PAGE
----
Business & Finance Bankruptcy

Personal Bankruptcy Exemptions - A Plain Speaking Guide

For many people there's no clear-cut answer to the question Should I declare myself bankrupt? Much will depend on your circumstances.
You'll want to know what's at stake.
What will you lose? What could you keep? A good place to start is by taking a look at the personal bankruptcy exemptions for the state where you live.
What are personal bankruptcy exemptions? There are two types of personal bankruptcy exemptions: 1.
Debts you cannot avoid paying 2.
Assets you are allowed to keep Debt personal bankruptcy exemptions If you were thinking that by declaring yourself bankrupt you can forget about paying back every last cent you owe, Think again.
Debts you will have to pay even if you file bankruptcy include money you owe as tax, child support payments, alimony and school loans.
However, there are even exceptions to this rule, so it's essential that you are fully informed of your options.
Asset personal bankruptcy exemptions Asset exemptions include your home, your car, furniture and household items, clothing, pension funds, insurance, tools and jewelry.
The exact details vary from state to state.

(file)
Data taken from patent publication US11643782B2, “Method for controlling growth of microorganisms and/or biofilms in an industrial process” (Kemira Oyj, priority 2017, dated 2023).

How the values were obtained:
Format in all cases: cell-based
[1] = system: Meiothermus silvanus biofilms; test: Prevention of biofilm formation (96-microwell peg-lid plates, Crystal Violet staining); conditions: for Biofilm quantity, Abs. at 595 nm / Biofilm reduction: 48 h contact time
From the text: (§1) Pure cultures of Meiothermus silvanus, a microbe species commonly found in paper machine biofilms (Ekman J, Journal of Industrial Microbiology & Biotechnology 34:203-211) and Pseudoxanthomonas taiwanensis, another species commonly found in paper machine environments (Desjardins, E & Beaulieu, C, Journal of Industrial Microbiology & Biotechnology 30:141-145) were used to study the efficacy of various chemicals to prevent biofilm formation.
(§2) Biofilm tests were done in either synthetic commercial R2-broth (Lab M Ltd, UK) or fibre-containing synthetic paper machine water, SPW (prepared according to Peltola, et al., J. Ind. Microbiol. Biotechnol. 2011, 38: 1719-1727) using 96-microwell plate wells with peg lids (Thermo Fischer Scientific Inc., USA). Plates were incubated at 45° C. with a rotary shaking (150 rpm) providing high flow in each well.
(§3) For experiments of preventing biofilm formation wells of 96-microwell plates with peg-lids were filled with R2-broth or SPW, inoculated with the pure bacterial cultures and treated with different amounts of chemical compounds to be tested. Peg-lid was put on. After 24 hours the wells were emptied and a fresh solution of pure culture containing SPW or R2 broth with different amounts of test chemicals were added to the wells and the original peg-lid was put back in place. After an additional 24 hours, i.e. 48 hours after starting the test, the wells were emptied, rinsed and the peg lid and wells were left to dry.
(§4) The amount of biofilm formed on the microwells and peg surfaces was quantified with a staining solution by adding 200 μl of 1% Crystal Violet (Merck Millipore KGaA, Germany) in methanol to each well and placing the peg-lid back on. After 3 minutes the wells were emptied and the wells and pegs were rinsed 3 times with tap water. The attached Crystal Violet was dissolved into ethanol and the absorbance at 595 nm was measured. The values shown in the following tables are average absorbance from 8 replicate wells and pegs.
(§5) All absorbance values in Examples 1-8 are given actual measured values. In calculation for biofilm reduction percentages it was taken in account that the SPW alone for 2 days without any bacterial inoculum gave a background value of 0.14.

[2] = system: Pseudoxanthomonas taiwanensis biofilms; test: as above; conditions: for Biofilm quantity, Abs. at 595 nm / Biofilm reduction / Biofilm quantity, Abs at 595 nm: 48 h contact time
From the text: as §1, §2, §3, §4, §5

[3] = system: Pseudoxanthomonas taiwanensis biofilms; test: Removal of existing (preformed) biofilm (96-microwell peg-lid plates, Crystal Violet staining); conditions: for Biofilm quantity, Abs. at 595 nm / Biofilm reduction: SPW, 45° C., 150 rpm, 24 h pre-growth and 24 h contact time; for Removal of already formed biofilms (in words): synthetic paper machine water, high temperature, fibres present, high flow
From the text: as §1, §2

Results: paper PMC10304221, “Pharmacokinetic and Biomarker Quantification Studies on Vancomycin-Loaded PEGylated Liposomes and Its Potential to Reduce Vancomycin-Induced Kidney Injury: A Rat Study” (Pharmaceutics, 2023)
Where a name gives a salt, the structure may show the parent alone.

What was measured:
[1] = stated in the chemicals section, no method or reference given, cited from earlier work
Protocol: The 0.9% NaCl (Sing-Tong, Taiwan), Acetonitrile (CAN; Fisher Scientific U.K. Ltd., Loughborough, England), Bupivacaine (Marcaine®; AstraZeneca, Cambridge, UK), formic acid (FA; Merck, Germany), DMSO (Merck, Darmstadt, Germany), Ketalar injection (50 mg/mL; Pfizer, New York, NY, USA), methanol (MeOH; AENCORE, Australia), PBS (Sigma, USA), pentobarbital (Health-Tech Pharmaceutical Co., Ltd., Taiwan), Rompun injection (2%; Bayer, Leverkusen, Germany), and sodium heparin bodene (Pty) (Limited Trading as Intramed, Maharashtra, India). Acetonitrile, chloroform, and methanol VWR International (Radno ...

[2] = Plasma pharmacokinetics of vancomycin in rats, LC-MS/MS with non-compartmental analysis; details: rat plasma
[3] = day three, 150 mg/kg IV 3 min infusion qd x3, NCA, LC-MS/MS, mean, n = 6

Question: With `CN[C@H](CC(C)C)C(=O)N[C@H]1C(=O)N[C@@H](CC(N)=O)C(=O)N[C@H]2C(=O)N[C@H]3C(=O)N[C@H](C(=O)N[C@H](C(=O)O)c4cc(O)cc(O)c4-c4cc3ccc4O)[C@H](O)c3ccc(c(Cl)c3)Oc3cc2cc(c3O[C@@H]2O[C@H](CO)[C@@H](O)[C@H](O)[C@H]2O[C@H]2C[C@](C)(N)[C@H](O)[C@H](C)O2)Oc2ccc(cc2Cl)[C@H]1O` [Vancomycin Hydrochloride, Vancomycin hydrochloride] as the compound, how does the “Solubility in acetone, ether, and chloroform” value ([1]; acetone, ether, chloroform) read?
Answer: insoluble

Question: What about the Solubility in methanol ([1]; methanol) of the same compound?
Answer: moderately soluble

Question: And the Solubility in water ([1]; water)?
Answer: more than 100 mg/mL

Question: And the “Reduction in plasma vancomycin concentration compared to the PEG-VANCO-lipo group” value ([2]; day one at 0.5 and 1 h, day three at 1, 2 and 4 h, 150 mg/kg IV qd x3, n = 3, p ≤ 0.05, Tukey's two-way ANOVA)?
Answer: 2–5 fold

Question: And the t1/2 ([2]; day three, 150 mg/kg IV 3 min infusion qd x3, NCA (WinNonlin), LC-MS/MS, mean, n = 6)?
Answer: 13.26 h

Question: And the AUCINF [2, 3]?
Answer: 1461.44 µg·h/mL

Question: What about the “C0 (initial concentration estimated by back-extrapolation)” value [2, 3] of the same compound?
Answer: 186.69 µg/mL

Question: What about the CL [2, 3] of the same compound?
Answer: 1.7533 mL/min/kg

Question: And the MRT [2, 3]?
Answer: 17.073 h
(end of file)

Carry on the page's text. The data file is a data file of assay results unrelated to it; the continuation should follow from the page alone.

Often, there will be a maximum value for a given asset.
For real property used as your main place of residence, this is your homestead exemption.
In California, this can be up to $175,000.
In Massachusetts, it's $500,000.
But in Wyoming your maximum homestead exemption is just $10,000.
The good news is that whether you live in Texas or Ohio, Tennessee or North Dakota, filing for bankruptcy does not strip you of everything you own.
Federal and state personal bankruptcy exemptions Sixteen states give you the choice of using federal bankruptcy exemptions instead of state exemptions.
This may or may not work to your advantage, so it's important that you compare the asset values before you decide.
You cannot pick and choose between federal and state; you either use all state exemptions or all federal exemptions.
Joint bankruptcy filing doubles your exemptions With federal exemptions, and most state exemptions, you can double your allowance at a stroke if you file bankruptcy jointly with your spouse.
While this may sound like a great idea, once again it's essential you take into account the respective merits of filing jointly or alone.
Sometimes it pays you not to rush into filing personal bankruptcy Keen as you may be to sort out your finances, it may be in your interests to hold your horses.
Exemption values may be fixed, but asset values can change significantly in a matter of months.
Maybe your car is worth $7,000 today, but your exemption cap is $6,500.
Wait long enough and your car's value could drop to within the limit.
Declaring personal bankruptcy without an attorney As stated above, before you file for personal bankruptcy, it's imperative you obtain accurate, up-to-date information, preferably from an attorney.
Good legal advice will often save you far more than it costs.

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